WL#6929: Move FOREIGN KEY constraints to the global data dictionary
Affects: Server-8.0 — Status: Complete — Priority: Medium
This worklog is about populating the new data dictionary tables with foreign key information. See WL#6379 for the foreign key table definitions. The scope of this worklog does not include: - Metadata locking for foreign keys - Using new fk dictionary tables for information schema - Using new fk dictionary tables for InnoDB This means that after this WL, while the new dictionary tables will be populated, they won't actually yet be used for anything. Also, for now foreign key definitions will not be updated if the parent changes since we won't lock the child (and thus the FK definitions) when altering the parent. There will still however be some test coverage as the new fk dictionary tables define quite strict constraints that checks the validity of e.g. fk names. It was discussed if the feature request BUG#38882 Allow sloppy type matches in FOREIGN KEY constraints should be implemented as part of this WL. The decision was keep current behaviour.
F-1: Adding a foreign key using CREATE TABLE or ALTER TABLE will cause new rows to be added to mysql.foreign_keys and mysql.foreign_key_column_usage representing the new foreign key. F-2: Removing a foreign key using DROP TABLE or ALTER TABLE will cause matching rows in mysql.foreign_keys and mysql.foreign_key_column_usage to be removed. F-3: Altering a column name in a table which has a foreign key using the column, will cause the foreign key definition in mysql.foreign_keys and mysql.foreign_key_column_usage to be updated with the new column name. F-4: Foreign key names must be unique in a given schema. Trying to create a duplicate name will give ER_FK_DUP_NAME error. Before this WL, ER_FK_DUP_NAME was not reported consistently for duplicate fk names (i.e. other errors could be reported instead). F-5: If foreign key name is not explicitly given by the user, a foreign key name will be generated. For now, this name will match the name generated by InnoDB. This is required to properly support DROP FOREIGN KEY as long as InnoDB still also has FKs stored in their internal dictionary. The format of this name is '(table_name)_ibfk_(counter)'. The counter is 1-based and per table. The number chosen for the counter is 1 higher than the highest number currently in use. If the resulting identifier is too long (>64 chars), ER_TOO_LONG_IDENT error will be reported. Note that this can happen even if the table name is legal (again matching current InnoDB implementation). F-6: Setting the foreign_key_checks system variable to 0 will still disable checks of the parent table when creating foreign keys (e.g. if parent exists). Such checks will be made with foreign_key_checks=1. Similarly, =0 will still allow parent tables to be dropped, while =1 will disallow it. (This WL does not touch the foreign_key_checks implementation) F-7: Foreign key definitions will not be stored for engines that do not support FKs - such as MyISAM. Note however that illegal syntax will still be checked for regardless of engine. F-8: Foreign key name, constraint name, referenced schema name, referenced table name and referenced column name are all limited to 64 characters. Trying to use longer identifiers will give an error. Note that InnoDB currently supports FK name larger than 64 characters, so this is a change of behaviour in that respect in order to get better identifier length consistency. NF-1: None of the constraints defined for mysql.foreign_keys and mysql.foreign_key_column_usage should be violated as a result of any valid SQL statement. The exception is the unique_constraint_id field and any relevant changes to the parent table. See I-3 below.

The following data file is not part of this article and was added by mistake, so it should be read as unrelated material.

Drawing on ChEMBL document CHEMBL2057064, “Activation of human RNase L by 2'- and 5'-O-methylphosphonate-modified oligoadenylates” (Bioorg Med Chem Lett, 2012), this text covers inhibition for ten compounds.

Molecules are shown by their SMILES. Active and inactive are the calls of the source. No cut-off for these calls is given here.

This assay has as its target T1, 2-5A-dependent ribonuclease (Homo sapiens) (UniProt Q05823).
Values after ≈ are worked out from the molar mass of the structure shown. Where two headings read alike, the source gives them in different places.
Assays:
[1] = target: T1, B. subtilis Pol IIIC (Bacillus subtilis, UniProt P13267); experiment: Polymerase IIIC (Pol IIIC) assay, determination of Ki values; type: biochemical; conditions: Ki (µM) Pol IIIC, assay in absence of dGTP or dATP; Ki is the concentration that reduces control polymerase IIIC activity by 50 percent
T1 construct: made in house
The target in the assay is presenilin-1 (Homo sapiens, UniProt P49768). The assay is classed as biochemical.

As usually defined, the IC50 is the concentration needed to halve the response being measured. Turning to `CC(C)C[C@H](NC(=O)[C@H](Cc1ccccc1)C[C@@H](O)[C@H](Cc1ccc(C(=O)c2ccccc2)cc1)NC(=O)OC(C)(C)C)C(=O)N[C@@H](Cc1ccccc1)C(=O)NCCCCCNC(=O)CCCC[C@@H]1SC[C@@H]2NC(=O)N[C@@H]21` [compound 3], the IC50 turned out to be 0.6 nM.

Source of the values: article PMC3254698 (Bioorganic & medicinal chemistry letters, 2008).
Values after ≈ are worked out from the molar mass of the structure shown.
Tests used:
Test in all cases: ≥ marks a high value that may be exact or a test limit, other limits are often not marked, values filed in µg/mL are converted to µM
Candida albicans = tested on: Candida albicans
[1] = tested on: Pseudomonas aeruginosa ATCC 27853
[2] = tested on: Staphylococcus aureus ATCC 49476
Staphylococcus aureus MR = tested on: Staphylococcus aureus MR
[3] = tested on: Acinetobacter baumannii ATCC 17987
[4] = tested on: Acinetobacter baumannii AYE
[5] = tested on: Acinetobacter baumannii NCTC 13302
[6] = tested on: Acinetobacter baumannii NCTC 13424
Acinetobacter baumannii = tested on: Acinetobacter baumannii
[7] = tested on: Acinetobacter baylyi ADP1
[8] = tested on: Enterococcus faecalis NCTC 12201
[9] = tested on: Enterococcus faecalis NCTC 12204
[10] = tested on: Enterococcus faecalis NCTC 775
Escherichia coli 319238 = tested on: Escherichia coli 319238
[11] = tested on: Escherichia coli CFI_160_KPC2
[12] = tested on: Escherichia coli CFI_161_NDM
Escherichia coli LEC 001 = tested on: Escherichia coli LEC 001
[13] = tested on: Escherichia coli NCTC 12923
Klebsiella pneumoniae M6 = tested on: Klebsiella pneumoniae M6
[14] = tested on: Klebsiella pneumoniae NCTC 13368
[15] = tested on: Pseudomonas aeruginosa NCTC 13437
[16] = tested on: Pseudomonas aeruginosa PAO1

I-1: The system tables mysql.foreign_keys and mysql.foreign_key_column_usage will be populated properly. Note however that we plan to hide user access to these tables in WL#6391, so the user visible change of this WL is only temporary. I-2: "UNIQUE KEY(foreign_key_id, ordinal_position)" in mysql.foreign_key_column_usage will be changed to PRIMARY KEY as we otherwise have issues retrieving the correct tuple from the dictionary. I-3: The unique_constraint_id field in mysql.foreign_keys will be set to the ID of the same index as currently chosen by InnoDB (which is currently visible in Information Schema). This is done even if this might be a non-unique index in order to keep the current behaviour. If the parent table changes so that the id becomes invalid, the unique_constraint_id field will not be updated. This cannot be fixed until MDL for foreign keys is implemented. The same applies for the referenced_table_name and referenced_column name fields.
The constraint that foreign key names have to be unique for a given schema, creates some difficulties for ALTER TABLE. The problem is that we create temporary, persistent, copies of the table definition. A straight-forward implementation would cause the name constraint to be violated for any pre- existing foreign keys. To solve this issue, existing foreign keys will be omitted in the temporary table definition. They will only be put back once the old copy of the table definition has been deleted (so adding them back won't violate the name constraint). We also need to make sure that the code that handles this, also takes into account dropping of foreign keys and renaming of columns.
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